West Brom, and a regular spot for the irregulars

Pete Sixsmith

Some days it’s good to get out. This season that could be said of Saturdays, which makes a nice change, but for some people it’s also true of Monday evenings, now that normal service has been resumed at the Eppleton Colliery Welfare Ground.

And just who are those people?

None other than a stalwart group of supporters known as the Hetton irregulars, one of whom is Pete Sixsmith. So when the U23s played West Bromwich Albion last night where do you think he was?

There are some nights when you look out of the window, sniff the weather and decide that a night in front of the fire with an improving book and a glass or two of a single malt are preferable to standing around watching 22 men chasing an inflated bladder around a grassy area.

These evenings are usually in the depths of winter so it was a surprise when those thoughts flashed across my mind in the first week of September. It had poured down all afternoon in South West Durham, the temperature had just about remained in double figures and the wind was howling more than a Newcastle supporter outside a Sports Direct retail outlet.

Hetton Centre

But, in order to satisfy the readership I braved the grim conditions and set out for Hetton where I was rewarded by the best Under 23 game I have seen in many a long day. The Hetton Irregulars, gathered under the protection of the stand instead of along the touchline, concurred with my assessment; great minds think alike.

For too many years, Under 23 football was as exciting as watching a re-run of Last of the Summer Wine –it was predictable, faintly interesting for five minutes and it sometimes gave you the opportunity to see a once well-known player going down the road that Messrs Owen, Wilde and Sallis usually transcended in a bath, box cart or bucket.

However, coaches and managers want to see how young players will cope in a full-blooded game not the tippy tap version that has so bedevilled Hetton for the last few years. The Stoke City game a couple of weeks ago was decent; this one was competitive from the start. More blood and thunder than cool and collected as one chum observed.

Our line up consisted of mainly Under 20’s. Luke Molyneux was the only one with competitive first team experience although the likes of Adam Bale, Jake Hackett and Jack Diamond have appeared as subs in some pre-season games. Benjy Kimpioka has even scored for the first team in the friendly at Hartlepool.


The defence was bolstered by the inclusion of Gael Andonian, a French born Armenian international who has spent time at Marseilles (his home city), Dijon and Veria in the Greek top flight.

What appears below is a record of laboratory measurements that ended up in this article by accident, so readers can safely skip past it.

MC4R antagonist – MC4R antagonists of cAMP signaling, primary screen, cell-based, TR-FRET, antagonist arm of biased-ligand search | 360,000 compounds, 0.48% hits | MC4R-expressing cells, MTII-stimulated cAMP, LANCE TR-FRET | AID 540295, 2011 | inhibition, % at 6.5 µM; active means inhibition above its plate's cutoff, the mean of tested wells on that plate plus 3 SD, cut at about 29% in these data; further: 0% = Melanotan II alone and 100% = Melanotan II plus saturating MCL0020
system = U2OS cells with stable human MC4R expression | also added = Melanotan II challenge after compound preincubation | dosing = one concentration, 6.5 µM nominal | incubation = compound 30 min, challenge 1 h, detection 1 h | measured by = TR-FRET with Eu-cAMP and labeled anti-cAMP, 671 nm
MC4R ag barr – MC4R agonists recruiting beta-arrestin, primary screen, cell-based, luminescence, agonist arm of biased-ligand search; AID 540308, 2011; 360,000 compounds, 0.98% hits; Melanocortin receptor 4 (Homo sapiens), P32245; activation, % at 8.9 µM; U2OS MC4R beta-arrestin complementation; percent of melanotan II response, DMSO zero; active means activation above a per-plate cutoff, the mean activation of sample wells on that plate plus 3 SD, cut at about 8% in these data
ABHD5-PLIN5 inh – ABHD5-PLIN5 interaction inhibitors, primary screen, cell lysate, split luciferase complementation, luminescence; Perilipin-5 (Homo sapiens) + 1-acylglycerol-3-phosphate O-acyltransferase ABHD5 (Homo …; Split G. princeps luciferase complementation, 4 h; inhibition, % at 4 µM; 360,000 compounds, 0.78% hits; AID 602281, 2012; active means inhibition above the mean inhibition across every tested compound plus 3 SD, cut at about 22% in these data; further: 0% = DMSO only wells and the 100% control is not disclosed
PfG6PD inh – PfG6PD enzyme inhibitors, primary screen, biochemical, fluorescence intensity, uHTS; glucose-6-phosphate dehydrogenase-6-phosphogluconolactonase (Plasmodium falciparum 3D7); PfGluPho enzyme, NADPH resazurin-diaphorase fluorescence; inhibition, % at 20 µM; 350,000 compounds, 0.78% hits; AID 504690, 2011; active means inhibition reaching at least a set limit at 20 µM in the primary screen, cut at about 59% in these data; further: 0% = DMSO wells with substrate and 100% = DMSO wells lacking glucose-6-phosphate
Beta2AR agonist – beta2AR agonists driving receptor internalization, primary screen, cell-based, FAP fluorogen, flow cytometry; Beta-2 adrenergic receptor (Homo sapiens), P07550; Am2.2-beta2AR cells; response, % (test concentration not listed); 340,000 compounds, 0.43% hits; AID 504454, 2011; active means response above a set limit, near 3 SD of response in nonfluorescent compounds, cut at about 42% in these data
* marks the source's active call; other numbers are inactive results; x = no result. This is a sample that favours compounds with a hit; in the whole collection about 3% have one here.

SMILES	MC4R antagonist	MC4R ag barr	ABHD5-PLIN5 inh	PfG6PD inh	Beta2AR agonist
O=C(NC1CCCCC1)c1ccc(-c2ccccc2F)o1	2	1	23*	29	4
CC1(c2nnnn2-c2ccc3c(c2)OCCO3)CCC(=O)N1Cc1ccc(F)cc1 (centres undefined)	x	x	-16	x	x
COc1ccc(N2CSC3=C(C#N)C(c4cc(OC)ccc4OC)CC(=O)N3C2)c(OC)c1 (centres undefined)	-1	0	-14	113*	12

He is 23 years old, stands 6’1” tall and has 22 caps for Armenia, the land of his parents. He looked a decent player and I would not be surprised if he was offered some sort of contract. Maybe we could arrange for Papy Djilobodji to go and play for Ararat Yerevan in return – if they wanted him.

He looked composed and cultured, read the game well, passed the ball as effectively as anyone and tackled cleanly and competently – so unlike our own dear Papy.


As an Armenian, he no doubt looks to Henrikh Mkhitaryan as his sporting hero and maybe to Anastas Mikoyan as his political guide and mentor. He was the great survivor of Soviet politics, a man who was a contemporary of Lenin, Trotsky, Stalin, Khrushchev and Brezhnev and was the perfect Party apparatchik. He watched friends, comrades and enemies disappear into the mortuary or the gulag (same thing really) and always emerged as a survivor. He was about to be purged in 1953 when Stalin had his stroke and died and he became a prominent figure in guiding Khrushchev to the top of the party and aiding him with his de-Stalinisation policies and rising to Deputy Prime Minister. It was said of him that “the rascal could walk across Red Square in a rainstorm without an umbrella without getting wet. He could dodge the raindrops.”.

And now back to the football. Albion started well, looked quicker and sharper but we gained a foothold in the game and when their centre half Kyle Howkins failed to live up to his name by howkin’ the ball over the Bob Paisley Centre, the impressive Luke Molyneux nipped in and chipped Brad House in the Albion goal to open the scoring.

Molyneux was busy for the 63 minutes that he was on the pitch and he went off to a round of generous applause from the 186 hardy souls who turned out on a wretched night. His replacement, Jack Diamond, was to make his name a few minutes later. As for Molyneux, he may well be in the first team squad tonight.

In the meantime, Andorian’s central defence partner, Jack Bainbridge, who, up until this point, had appeared to benefit from the Armenian’s presence, dropped a short back pass to keeper Anthony Patterson. He came for it, stopped, retreated and was left embarrassed as Kyle Edwards rolled in the equaliser.

It was set for a Baggies Boing-Boing, but Diamond had other thoughts. Latching on to a ball played out from the defence, he ran at the 35-year-old Tyrone Mears playing at full back, beat him and fired in a shot at the near post which may just have taken a touch from a defender before beating House.

And that was the end of the scoring. As the Throstles tired, Kimpioka came into the game with some effective running which offered much relief to our hard-working defence and midfield, a midfield in which Adam Bale was outstanding. He looks keen and well disposed to a run out in subsequent EFL Trophy games.

We floated on air back to the car and listened to the eulogies being delivered to Alastair Cook by Michael Vaughan, Graham Gooch and Andy Flower. A fine batsman and an all-round decent bloke was the considered verdict of all three. I wonder what Gael Andonian’s view on Cook was?


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